And in 1989, this magical place was still there.  And Joe Franklin, a roly-poly little man with a perpetual grin, held court in an office busy with the comings-and-goings of his wannabes and never-weres.  Franklin, then 60 years-old (or so he insisted), had been the host of one TV talk show or another in New York City since this form of television show had been invented.

He even claimed to have invented it in 1951, though this claim, like so much of what Joe told me over the two days I spent in his office interviewing him in April 1989, could likely never be confirmed (or if it could be confirmed, I lacked the resources, ingenuity or energy required to confirm it).

Joe’s story never wavered.  A native of the Bronx, he drifted into the radio business at a young age, working first as a teen-aged go-fer for an AM station, WNEW, and then, eventually, becoming a writer for various radio personalities and their shows.  He claimed he was only 15 when he began writing intros to Kate Smith records for a show called “Kate Smith Sings” and also for an Eddie Cantor show on NBC called “Ask Eddie Cantor” – “sponsored by Phillip Morris,” he noted.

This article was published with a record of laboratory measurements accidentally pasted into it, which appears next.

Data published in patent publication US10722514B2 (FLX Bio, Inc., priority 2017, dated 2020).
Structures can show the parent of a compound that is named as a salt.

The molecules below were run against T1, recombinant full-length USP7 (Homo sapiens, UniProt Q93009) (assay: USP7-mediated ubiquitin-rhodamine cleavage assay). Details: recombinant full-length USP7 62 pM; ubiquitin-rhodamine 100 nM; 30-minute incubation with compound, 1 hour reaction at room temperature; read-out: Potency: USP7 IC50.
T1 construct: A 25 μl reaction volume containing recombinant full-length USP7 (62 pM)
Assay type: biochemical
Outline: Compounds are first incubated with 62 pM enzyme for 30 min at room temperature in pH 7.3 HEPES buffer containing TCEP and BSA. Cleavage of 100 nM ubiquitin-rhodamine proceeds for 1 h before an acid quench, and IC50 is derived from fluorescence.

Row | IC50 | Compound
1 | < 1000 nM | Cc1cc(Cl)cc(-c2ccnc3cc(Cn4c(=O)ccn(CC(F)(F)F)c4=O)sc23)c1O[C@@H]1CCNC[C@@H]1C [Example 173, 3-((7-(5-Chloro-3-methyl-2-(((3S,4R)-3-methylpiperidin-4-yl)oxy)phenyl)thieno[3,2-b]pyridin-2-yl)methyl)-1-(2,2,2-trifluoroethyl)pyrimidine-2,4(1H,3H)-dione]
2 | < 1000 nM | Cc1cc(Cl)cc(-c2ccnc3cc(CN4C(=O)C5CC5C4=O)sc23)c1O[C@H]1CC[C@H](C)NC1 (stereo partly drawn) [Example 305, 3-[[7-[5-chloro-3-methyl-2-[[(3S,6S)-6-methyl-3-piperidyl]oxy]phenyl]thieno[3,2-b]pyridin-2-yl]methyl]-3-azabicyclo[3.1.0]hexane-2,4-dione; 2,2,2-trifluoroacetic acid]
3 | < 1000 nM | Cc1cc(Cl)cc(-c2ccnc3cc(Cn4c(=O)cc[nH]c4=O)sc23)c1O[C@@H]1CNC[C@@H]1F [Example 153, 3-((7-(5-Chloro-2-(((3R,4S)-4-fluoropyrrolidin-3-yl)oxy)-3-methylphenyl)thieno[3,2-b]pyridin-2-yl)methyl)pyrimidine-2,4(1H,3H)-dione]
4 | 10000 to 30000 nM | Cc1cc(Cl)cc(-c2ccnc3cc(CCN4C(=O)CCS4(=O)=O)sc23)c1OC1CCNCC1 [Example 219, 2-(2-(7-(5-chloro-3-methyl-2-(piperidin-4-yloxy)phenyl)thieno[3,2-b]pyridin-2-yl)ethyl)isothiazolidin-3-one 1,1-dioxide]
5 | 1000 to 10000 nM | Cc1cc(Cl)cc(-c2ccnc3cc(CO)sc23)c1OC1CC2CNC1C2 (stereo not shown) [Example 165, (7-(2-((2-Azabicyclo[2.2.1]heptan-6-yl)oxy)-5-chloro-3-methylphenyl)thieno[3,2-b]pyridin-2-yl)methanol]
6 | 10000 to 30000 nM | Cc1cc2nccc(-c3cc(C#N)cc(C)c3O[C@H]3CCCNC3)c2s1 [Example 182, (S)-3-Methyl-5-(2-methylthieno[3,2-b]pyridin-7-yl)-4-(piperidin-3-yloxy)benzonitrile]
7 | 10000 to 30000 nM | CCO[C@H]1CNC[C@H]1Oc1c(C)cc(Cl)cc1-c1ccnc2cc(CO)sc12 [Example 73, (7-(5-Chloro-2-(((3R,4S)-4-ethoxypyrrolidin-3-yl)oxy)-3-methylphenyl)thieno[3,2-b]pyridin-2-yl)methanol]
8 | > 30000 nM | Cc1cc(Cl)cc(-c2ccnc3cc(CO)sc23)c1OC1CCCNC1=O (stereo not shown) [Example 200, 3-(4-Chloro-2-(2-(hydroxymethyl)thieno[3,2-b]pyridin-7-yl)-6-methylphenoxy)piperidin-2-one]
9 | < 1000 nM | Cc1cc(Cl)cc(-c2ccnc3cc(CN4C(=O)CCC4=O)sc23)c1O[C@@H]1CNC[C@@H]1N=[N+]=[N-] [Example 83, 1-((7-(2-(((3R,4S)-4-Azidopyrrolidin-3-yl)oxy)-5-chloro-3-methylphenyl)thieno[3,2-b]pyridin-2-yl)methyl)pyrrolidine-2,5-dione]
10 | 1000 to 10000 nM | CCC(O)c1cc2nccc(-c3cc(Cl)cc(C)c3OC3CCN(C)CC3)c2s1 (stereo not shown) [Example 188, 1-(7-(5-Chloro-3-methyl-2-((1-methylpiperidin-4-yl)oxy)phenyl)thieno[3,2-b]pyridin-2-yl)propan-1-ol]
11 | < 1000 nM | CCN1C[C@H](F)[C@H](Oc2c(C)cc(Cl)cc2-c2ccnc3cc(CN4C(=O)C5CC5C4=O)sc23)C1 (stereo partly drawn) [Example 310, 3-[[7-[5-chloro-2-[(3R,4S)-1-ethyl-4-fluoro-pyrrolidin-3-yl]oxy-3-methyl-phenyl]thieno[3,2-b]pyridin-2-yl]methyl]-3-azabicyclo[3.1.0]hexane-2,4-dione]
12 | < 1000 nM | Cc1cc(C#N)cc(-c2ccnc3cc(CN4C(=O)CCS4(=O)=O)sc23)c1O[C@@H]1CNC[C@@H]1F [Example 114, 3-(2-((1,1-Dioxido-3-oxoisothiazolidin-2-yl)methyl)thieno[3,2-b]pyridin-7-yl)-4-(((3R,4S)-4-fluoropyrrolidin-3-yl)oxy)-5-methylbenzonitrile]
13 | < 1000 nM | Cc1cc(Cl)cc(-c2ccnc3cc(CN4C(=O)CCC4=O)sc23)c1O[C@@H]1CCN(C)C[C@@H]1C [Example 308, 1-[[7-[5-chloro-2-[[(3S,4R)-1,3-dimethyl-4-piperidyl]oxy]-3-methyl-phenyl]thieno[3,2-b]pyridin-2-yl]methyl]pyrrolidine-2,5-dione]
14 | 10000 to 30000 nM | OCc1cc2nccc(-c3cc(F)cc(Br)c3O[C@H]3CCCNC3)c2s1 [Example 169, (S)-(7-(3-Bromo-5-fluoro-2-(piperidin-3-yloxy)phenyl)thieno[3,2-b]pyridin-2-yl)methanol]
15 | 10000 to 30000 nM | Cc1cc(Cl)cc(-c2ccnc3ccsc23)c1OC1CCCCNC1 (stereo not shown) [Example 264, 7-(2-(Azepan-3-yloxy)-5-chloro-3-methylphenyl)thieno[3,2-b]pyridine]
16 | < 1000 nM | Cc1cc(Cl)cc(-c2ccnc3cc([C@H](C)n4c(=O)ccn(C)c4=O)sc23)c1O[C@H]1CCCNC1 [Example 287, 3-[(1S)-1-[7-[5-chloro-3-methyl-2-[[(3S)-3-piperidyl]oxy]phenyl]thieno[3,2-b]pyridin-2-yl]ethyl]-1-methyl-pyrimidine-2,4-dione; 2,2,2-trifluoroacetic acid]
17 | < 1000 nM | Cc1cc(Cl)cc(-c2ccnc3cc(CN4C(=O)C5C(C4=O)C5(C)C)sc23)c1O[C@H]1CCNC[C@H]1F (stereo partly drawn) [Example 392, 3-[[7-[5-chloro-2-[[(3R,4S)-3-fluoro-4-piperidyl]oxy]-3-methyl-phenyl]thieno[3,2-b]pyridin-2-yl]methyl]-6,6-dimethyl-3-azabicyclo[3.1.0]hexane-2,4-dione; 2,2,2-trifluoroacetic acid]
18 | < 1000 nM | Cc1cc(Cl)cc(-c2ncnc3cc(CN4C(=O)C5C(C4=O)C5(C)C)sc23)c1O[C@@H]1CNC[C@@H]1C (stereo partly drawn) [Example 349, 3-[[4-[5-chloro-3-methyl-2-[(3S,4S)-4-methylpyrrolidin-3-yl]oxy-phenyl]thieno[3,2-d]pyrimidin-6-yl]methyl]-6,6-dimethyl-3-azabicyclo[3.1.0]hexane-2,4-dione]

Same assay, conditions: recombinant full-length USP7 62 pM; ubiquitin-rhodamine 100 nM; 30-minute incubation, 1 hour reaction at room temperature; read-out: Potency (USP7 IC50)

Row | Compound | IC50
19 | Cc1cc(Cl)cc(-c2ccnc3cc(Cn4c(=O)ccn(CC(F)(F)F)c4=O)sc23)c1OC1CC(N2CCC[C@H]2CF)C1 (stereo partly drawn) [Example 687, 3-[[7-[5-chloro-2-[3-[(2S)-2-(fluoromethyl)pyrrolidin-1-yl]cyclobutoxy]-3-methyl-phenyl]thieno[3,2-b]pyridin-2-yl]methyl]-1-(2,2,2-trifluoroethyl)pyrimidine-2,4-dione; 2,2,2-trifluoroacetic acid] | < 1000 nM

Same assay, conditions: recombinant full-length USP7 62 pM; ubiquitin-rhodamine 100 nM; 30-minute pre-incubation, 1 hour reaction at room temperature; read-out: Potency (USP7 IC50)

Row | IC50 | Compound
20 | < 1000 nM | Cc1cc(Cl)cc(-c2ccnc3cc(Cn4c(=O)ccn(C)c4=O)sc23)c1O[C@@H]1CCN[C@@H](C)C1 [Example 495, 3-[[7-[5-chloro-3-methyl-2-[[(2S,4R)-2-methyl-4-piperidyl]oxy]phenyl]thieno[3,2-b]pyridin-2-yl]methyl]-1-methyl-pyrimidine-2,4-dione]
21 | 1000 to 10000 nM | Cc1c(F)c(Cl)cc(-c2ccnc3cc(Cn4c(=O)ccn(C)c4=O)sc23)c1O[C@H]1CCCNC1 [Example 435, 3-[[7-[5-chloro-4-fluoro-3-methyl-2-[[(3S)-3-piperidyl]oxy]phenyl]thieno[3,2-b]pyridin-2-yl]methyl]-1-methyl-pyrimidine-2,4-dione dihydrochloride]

“I would make up the questions that people allegedly had written to [Cantor] that were mostly answerable by old records,” Joe said, but it was the phrase “sponsored by” that really captured my imagination, for here was a guy who’d been around so long that his brain still classified long-forgotten radio shows by the companies that sponsored them, reflecting a process for buying broadcast commercial time – “sponsorship” – that had largely been abandoned in the radio and TV businesses by the late 1950s.